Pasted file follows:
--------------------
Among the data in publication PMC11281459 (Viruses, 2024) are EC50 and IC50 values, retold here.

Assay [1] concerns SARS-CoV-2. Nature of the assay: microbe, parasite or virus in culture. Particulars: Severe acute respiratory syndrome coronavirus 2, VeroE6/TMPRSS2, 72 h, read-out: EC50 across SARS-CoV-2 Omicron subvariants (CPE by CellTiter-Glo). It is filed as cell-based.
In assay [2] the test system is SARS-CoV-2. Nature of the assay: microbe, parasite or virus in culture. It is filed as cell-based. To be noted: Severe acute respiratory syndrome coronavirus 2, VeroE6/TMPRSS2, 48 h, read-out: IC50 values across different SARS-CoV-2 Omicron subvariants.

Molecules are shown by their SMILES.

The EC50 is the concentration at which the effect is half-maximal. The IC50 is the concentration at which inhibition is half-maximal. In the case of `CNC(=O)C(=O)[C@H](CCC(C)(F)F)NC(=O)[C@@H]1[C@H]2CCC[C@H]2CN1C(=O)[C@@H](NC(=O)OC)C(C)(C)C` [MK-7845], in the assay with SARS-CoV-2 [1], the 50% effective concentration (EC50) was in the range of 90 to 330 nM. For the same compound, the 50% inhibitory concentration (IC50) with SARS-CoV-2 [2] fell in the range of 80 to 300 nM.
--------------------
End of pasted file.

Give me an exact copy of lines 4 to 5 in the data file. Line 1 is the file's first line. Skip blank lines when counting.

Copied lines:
Molecules are shown by their SMILES.

The EC50 is the concentration at which the effect is half-maximal. The IC50 is the concentration at which inhibition is half-maximal. In the case of `CNC(=O)C(=O)[C@H](CCC(C)(F)F)NC(=O)[C@@H]1[C@H]2CCC[C@H]2CN1C(=O)[C@@H](NC(=O)OC)C(C)(C)C` [MK-7845], in the assay with SARS-CoV-2 [1], the 50% effective concentration (EC50) was in the range of 90 to 330 nM. For the same compound, the 50% inhibitory concentration (IC50) with SARS-CoV-2 [2] fell in the range of 80 to 300 nM.